As a teacher, It’s not unique to have a kid with a disability in your class. But sometimes it’s hard to know how to adjust your curriculum in order to provide the most fulfilling experience for those students.
Brendan Breen, a martial arts instructor in Canada found himself in that situation. He noticed over the years that among his students there were individuals with Autism, ADHD, Down Syndrome, and Cerebral Palsy. They were obviously enjoying the class as they kept coming back, but Breen believed he could provide them with an even better experience.
So, Breen created a nonprofit called Martial Arts Abilities Canada. He holds classes at a care facility for individuals with intellectual disabilities using a system created by the Inclusive Karate Federation (IKF) in Belgium. His charity is the first of its kind in Canada and Breen is the first Canadian representative of IKF.
He runs the nonprofit alongside his wife at Deer Park Villas in Ituna. Everything they do is accomplished through donations.
The Ultimate Goal is Inclusion
While Breen’s students were “included” in his previous classes, they weren’t getting everything they could out of the class because it wasn’t developed around their needs.
His classes at Deer Park use color coding, placards to help students know which way to face, and movement mats to help with feet positions (just to name a few of the adaptations). The best part? Each class is adapted to the specific needs of the individuals taking the class that day. The only requirement for participation is that you’re at least seven years of age.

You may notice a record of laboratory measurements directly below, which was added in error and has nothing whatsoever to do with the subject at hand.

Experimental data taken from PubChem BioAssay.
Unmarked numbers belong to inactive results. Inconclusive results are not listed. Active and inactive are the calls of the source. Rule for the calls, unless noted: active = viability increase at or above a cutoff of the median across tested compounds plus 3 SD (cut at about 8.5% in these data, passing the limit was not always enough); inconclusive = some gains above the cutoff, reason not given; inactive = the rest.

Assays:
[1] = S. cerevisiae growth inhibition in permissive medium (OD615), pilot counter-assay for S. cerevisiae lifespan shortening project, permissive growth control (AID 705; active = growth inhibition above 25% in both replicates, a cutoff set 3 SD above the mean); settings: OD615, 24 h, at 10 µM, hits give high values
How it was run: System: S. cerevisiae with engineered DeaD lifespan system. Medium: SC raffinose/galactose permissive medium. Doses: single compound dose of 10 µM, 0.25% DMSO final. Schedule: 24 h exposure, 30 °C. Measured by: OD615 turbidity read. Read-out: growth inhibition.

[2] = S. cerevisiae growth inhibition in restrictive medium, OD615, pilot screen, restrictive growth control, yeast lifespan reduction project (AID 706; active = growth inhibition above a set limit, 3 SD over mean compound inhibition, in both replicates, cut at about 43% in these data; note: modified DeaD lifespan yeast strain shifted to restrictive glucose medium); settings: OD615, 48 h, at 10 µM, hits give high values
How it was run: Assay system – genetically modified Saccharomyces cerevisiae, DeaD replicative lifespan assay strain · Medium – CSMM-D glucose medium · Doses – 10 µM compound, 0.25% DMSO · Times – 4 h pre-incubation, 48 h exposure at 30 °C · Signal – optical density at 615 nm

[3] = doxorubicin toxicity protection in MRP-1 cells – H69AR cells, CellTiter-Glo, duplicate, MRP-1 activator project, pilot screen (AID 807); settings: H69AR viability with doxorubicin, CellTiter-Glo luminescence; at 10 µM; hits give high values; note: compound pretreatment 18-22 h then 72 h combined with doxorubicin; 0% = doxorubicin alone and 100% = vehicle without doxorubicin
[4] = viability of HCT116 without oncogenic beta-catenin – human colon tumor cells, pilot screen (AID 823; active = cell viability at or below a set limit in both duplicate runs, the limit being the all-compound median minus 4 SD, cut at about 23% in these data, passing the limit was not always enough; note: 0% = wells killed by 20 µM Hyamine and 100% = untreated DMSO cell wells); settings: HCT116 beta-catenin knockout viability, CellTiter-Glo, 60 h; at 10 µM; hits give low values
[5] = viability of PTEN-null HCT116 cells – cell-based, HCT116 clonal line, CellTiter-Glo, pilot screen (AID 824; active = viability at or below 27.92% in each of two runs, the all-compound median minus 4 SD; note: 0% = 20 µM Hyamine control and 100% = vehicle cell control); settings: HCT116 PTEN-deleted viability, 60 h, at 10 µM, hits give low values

Another way Breen’s classes promote inclusion is by encouraging caregivers, family members, and medical professionals to join the students in the classes. This helps to normalize the experience, encourages participation, and strengthens bonds.
The Cost of Inclusion?
If Breen’s students are able to contribute to the nonprofit financially, they pay what they can to help support the sustainability of the organization. But if they cannot pay- everything is free. Breen doesn’t want cost to be a barrier. After all, you should never have to pay more for being uniquely yourself.
Too Often Disabilities Are Isolating
Even when there are ways for individuals with disabilities or rare conditions to participate in extracurricular activities, they’re often not easily accessible, they’re extremely expensive, or they are unintentionally isolating because adapted activities frequently limit patient’s interactions to people with similar life experiences. Martial Arts Abilities Canada does away with those barriers. By holding the class at the facility, they ensure access. By making it free, they encourage participation. By including other individuals in the class, they help promote a sense of normalcy and do away with feelings of isolation.
Looking to The Future
Breen’s excited about what he’s accomplished, but he’s not slowing down. He’s writing a letter to Prince Harry about including karate in the Invictus Games, and he would also love to partner with the Special Olympics in the future.
Check out the Breen’s fully story here and see some pictures of his students in action!